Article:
Skip to main content

The Congress


2013
Directed By Ari Folman
Starring Robin Wright, Harvey Keitel and John Hamm

20 years after the release of The Princess Bride Robing Wright (played by Robin Wright) signs her final contract. She agrees to have her likeness scanned so the producers at Miramount can use her image in any way they see fit but Robin Wright the actress will no longer exist. Robin Right agrees to never act again. At 45 years old our protagonist is over the hill and all but dead in Hollywoood. In this alternate world she is a woman who has made bad career choices and is constantly reminded of her wasted potential. 

This film is clearly a satire that pokes fun at Hollywood on the surface level but it really speaks to the way we treat women in our society and what we value as individuals. This is a film that works and plays on many levels simultaneously. It’s both a cautionary tale of where technology is taking us and a commentary on celebrity. When we value image and status over expression and heart what are we left with.

We all saw Robin Wright in Forest Gump, a film that used footage of dead presidents and rock stars with overdubbed dialogue to make it appear as though they had interacted with a fictional character. It’s a cute experiment but when I think of it as the first step in a line of events that eventually replaced actors with scans, it’s creepy and off putting.

The Congress is told with broad strokes and that might lead people to the conclusion that it’s only an exploration of ageism in Hollywood. The Broad strokes allow the viewer to relate to this very successful actress playing herself in an alternate reality. When the viewer is allowed to fill in the blanks and make their own conclusions the revelations are far more personal than being lectured for an hour and a half.   


Robin Wright gives a brilliant performance in this film. With this and House of Cards she is on a hell of a role these days and I look forward to seeing what she does next.



The Congress is available on Amazon and iTunes and will have a limited theatrical release in September
Post a Comment

Popular posts from this blog

Richard Armitage interview on SLEEPWALKER

SLEEPWALKER is the latest film from director Elliott Lester. Troubled by bouts of sleepwalking and disturbing nightmares, graduate student Sarah Foster goes to her university's sleep research center for help. When she wakes up after her first night of being monitored, the world she lives in seems to have changed in subtle, Twilight-Zone-esque ways. In fact, every time she goes to sleep now, she wakes up in a slightly different version of her world. With the help of sleep researcher Dr. Scott White, she tries to work her way back to the reality she started in. But when they finally succeed, it’s revealed that Sarah’s world is not what she thought at all.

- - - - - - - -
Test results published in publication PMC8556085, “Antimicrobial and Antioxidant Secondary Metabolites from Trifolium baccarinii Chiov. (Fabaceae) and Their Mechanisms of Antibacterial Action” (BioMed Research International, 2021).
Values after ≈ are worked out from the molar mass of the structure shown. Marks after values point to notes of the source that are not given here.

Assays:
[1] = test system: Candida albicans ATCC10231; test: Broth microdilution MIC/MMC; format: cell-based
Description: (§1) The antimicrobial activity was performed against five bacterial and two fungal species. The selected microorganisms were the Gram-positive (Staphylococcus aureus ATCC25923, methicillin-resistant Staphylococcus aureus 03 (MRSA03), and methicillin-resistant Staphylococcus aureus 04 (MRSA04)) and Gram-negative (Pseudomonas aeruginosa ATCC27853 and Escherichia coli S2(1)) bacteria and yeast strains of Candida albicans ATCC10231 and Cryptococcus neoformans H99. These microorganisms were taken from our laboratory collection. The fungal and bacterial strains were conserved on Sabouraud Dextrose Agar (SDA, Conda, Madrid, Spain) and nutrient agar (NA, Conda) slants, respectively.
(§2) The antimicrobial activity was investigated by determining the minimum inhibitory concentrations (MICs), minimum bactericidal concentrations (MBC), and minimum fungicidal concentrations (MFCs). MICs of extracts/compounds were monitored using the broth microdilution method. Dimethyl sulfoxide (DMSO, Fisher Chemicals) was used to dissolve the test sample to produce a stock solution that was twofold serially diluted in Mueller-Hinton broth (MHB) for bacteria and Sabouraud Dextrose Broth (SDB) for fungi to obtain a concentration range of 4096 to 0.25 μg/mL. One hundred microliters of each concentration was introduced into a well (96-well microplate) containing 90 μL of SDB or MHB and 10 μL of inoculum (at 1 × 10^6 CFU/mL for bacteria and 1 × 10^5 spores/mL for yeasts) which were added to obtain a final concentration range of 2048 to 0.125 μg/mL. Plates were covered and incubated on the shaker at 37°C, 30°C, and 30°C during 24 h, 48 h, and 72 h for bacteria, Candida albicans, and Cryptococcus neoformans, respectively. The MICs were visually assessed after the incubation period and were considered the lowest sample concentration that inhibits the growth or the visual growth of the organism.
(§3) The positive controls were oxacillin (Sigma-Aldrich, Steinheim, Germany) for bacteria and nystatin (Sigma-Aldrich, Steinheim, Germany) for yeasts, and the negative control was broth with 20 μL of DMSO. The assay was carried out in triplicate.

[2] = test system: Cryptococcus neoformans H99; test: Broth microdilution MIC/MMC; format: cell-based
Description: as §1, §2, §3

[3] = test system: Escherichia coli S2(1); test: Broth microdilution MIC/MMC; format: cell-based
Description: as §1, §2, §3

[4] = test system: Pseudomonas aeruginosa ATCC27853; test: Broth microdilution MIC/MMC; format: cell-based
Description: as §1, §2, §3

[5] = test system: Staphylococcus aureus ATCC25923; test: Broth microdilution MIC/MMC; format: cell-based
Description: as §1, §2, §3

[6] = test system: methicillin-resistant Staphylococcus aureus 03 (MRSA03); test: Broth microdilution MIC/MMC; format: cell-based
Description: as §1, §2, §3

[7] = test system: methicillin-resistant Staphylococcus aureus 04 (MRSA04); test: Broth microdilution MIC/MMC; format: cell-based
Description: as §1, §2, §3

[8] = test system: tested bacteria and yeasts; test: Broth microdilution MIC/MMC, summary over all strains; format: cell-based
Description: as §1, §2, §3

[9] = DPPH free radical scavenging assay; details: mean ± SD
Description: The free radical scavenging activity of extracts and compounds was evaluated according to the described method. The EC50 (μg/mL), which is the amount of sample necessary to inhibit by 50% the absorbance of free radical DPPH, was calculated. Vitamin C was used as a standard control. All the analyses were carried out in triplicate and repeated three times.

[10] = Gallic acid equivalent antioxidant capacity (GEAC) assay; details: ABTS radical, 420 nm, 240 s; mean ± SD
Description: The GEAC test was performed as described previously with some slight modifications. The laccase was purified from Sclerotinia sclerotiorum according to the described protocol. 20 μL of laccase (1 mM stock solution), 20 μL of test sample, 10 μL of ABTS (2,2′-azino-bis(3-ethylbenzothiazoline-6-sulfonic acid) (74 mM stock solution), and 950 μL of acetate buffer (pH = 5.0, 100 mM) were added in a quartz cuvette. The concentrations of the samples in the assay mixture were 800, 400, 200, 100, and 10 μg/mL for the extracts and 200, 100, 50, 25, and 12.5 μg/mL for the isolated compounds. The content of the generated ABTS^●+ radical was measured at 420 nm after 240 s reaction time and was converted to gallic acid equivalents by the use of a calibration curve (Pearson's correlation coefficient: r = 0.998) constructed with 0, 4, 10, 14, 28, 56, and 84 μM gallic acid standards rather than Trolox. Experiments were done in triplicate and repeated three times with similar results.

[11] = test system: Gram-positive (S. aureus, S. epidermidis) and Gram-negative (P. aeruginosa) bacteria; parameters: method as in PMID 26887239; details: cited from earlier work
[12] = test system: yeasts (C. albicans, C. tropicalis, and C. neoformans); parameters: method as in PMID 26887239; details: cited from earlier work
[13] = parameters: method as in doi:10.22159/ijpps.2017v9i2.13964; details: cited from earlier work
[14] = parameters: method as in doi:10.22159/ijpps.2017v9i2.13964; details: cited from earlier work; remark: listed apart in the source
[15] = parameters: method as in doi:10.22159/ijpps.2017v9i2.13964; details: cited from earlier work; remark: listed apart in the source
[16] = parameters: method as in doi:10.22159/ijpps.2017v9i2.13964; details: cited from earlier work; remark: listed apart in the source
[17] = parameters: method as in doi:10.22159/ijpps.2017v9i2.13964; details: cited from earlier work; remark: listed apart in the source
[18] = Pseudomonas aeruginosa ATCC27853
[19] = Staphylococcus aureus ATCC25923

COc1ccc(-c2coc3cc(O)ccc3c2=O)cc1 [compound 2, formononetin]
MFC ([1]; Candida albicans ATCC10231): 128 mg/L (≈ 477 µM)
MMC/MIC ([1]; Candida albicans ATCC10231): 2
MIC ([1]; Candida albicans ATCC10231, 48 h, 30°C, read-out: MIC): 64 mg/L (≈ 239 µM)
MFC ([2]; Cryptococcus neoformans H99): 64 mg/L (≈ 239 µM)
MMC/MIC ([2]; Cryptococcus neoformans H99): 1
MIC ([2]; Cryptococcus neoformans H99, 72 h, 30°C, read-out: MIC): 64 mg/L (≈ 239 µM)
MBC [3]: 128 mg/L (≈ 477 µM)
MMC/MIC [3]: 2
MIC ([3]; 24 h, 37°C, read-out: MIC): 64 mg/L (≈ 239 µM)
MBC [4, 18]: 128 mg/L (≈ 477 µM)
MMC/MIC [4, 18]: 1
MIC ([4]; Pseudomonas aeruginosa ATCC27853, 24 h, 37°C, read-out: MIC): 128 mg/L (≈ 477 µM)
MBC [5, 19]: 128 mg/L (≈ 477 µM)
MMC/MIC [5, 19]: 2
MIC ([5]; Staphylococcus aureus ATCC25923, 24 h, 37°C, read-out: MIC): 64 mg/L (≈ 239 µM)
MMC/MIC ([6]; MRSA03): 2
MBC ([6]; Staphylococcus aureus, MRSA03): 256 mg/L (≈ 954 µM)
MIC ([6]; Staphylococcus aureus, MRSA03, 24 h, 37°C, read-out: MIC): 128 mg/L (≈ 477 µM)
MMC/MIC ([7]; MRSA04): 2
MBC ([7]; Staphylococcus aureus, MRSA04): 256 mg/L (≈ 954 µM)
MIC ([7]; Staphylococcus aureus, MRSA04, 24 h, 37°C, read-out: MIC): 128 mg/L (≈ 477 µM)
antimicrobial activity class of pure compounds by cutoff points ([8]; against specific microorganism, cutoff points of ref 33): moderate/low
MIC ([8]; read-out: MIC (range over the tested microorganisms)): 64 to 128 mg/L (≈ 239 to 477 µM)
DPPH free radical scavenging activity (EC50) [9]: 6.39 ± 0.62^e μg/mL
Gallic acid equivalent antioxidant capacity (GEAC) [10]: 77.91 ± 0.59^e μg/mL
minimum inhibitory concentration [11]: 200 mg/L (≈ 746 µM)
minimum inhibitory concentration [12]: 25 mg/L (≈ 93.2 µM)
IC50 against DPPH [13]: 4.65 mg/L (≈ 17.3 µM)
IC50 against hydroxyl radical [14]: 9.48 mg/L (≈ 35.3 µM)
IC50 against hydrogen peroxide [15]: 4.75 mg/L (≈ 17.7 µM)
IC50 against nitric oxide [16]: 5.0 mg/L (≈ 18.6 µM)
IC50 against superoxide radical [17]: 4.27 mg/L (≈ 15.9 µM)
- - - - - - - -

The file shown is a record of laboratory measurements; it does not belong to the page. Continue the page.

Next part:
Today my guest is one of the stars SLEEPWALKER, Richard Armitage. Tonight we talk about his work on that film as well as his work as Thorin Oakenshiled in The Hobbit Films, as John Proctor in The Crucible, and his upcoming films Ocens 8 and the Julie Delpy directed film My Zoe.

Sleepwalker is Now Available on Digital HD and On Dem…

LAFF Review AND THEN THERE WAS EVE

2017
Directed By: Savannah Bloch
Starring: Tania Nolan, Rachel Crowl, Mary Holland, Karan Soni, John Kassir, and Anne Gee Byrd



Alyssa (Nolan) wakes up to find her home pillaged and her husband missing. The burglars have taken everything, down to the photos of her husband. The police offer little help so she turns to a friend of the family Eve (Crowl) for assistance. The film is less of a "who done it" and more of a "what happened."

The prolonged second act of the film focuses on the relationship between Eve and Alyssa. The suspense of the film lingers in the background while their relationship grows. In fact, clues of what is to come are clearly laid out in a way that allows the viewer to see where the film is headed before it gets there. I'm not sure if this is by design but the effect of having the stories trajectory clearly laid out gives the audience permission to accept this blossoming relationship.

Nolan and Crowl both give stunning performances that anc…

BFF review SWEET PARENTS

SWEET PARENTS review 2017
Directed By: David Bly
Starring: David Bly and Leah Rudick
Written By: David Bly and Leah Rudick

Moving to New York City with ambitions of making it as an artist is an uphill battle. Hell, moving to New York with ambitions of breaking into fast food is an uphill battle. Exorbitant rent makes it difficult if not impossible to get a temp job while you audition, paint, write, or sculpt. And paying $28 for an artisan PB&J not only has a heavy tax on your pocketbook, over time it can carry a greater burden on your soul. Spending tons of money to only feel like you are barely keeping your head above water is a crushing way to exist.

SWEET PARENTS is the story of a young couple who have been living the artists struggle in NYC for close to 8 years. Will has dreams of making it as a Chef and Gabby wants to become a professional sculptor. Both start side relationships, as last ditch efforts to support their careers, in what becomes a choice between ambition and lo…